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Management of pain in the treatment of cancer patients. Treatment Options. Chemotherapy Radiotherapy Hormonal Therapy Surgery Systemic Localized . BASIC PRINCIPLES APPLY. WHO ANALGESIC LADDER. DIFFERENT PATHOPHYSIOLOGIES OF PAIN. CHOOSING THE APPROPRIATE FORMULATION AND AVAILABLE DRUG.

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Presentation Transcript
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Chemotherapy

  • Radiotherapy
  • Hormonal Therapy
  • Surgery
  • Systemic
  • Localized
common determinants of pain
Common determinants of pain
  • Chemotherapy drug and regimen
  • Co existing pain
  • Age
  • Nutritional status
  • Prior chemotherapy and radiation treatments
  • Cognitive, physiological, psychological and behavioral factors
common side effects
COMMON SIDE EFFECTS
  • Mucositis
  • Neuropathic pain
  • Hand foot syndrome
  • Arthralgia
case 1
Case 1
  • 68 year old male with colon cancer with extensive lung and liver metastases
  • On 5 FU based palliative chemotherapy
  • ECOG performance status 3
  • His 67 year old wife takes care of him
  • He now has pain in the mouth, is not able to eat well and finds it difficult to swallow his analgesics
  • Examination:
mucositis1
MUCOSITIS
  • Mucositis can affect all mucous membrane-covered surfaces from the mouth to the rectum (Camp-Sorrell 2000)
  • Most common condition requiring systemic analgesics during cancer therapy (Epstein and Schubert 1999)
  • Oral mucositis affects approximately 40% of patients undergoing chemotherapy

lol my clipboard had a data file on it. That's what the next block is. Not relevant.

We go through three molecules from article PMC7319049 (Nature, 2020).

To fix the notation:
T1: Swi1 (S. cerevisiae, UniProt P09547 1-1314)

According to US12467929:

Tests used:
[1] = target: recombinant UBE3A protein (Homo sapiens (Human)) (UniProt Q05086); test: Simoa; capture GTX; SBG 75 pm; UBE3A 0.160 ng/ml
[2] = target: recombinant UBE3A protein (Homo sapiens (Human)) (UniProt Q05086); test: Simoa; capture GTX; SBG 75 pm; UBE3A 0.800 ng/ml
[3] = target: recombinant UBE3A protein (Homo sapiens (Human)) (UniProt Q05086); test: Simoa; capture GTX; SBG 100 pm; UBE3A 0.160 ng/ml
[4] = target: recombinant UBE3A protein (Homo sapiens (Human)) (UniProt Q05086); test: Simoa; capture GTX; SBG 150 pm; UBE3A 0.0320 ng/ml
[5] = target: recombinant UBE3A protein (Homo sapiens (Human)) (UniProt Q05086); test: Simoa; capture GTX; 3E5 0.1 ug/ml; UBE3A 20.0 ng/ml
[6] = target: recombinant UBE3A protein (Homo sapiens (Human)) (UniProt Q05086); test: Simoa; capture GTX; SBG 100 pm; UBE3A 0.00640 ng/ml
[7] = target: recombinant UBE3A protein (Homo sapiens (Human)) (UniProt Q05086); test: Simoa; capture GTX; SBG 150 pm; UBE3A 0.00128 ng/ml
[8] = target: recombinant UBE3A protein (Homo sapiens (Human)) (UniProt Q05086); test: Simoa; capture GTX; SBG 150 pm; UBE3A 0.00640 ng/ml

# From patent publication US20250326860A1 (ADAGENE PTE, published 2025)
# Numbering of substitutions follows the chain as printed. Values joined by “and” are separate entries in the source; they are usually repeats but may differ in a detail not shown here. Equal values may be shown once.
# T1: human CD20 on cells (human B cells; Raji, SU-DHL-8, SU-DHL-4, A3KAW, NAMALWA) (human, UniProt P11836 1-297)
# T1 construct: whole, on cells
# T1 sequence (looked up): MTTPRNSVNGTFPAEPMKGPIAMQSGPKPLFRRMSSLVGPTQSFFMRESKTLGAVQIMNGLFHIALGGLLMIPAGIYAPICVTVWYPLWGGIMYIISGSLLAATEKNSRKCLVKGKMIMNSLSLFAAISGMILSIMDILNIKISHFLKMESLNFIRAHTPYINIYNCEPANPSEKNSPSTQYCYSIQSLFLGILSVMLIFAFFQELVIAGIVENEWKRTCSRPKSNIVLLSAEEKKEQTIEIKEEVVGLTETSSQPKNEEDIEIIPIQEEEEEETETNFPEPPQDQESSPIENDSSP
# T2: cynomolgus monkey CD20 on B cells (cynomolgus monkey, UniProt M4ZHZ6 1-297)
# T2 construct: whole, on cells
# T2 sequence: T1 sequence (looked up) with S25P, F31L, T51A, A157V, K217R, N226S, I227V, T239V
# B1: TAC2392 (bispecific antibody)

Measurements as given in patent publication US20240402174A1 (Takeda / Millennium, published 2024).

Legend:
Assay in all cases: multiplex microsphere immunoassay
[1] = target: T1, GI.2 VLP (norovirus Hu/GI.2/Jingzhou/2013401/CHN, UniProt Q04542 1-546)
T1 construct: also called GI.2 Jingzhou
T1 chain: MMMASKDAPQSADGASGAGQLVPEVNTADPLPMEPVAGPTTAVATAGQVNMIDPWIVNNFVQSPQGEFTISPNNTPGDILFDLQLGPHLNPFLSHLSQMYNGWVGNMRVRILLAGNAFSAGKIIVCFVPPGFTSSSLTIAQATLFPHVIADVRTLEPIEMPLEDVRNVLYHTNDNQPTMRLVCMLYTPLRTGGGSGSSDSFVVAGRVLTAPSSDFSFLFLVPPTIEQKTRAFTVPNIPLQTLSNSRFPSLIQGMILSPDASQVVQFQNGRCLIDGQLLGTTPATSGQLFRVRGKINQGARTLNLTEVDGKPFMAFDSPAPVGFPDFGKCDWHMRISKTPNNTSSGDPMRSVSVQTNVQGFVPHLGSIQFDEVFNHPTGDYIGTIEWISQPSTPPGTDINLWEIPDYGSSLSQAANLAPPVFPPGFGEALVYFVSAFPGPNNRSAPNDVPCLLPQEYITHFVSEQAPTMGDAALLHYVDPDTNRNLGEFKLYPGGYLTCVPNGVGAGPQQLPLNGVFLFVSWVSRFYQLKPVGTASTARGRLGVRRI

• Cancer treatment-induced mucositis causes acute pain, which is the result of sloughing of the epithelium, inflammation of the mucosa and ulceration (Camp-Sorrell 2000)
mucositis2
Mucositis
  • WHO grading
mucositis mouth care
Mucositis: mouth care
  • Rinse mouth with water frequently (every 2 hrs while awake & when awake during the night). May add salt or baking soda (1/2 to 1 teaspoon in 8 ounces of water)
  • Use soft-bristle toothbrush (can soften even more by placing brush in very warm water), cotton swabs, mouth swabs (popsicle stick covered with gauze) to clean teeth after each meal and at bedtime
mucositis pain control
Mucositis: pain control
  • Topical or local agents such as Orajel
  • Combination mouth wash can be made (ingredients may require prescription). Use equal parts: xylocaine viscous solution, benadryl, sucralfateand Maalox® taking 2 teaspoons every 2-4 hours as needed (swish around mouth and spit out)
mucositis healing
Mucositis: healing
  • Apply Vitamin E (puncture cap 400IU and squeeze onto swab. Gently place swab on open area(s)
  • Take an antacid 1/2-1 ounce every 3-4 hours as needed to decrease burning sensation
  • Maintain good nutrition focusing on high protein and high calorie foods which are soft and/or semi liquid (i.e. scrambled eggs, puddings, blenderized or pureed foods). May use liquid supplements (i.e. Ensure®, Boost®, etc.)
mucositis a voidance
Mucositis: avoidance
  • Hot, spicy, coarseor rough textured foods
  • Very hot or cold beverages and foods
  • Citric juices or foods containing citric acid (tomatoes, oranges, lemon, etc.)
  • Alcoholic beverages ortobaccoproducts
  • Liquid medication containing alcohol (e.g. mouth wash) if not essential
case 2
Case 2
  • 34 year old mother with metastatic breast cancer (lung, bone and liver)
  • Performance status 2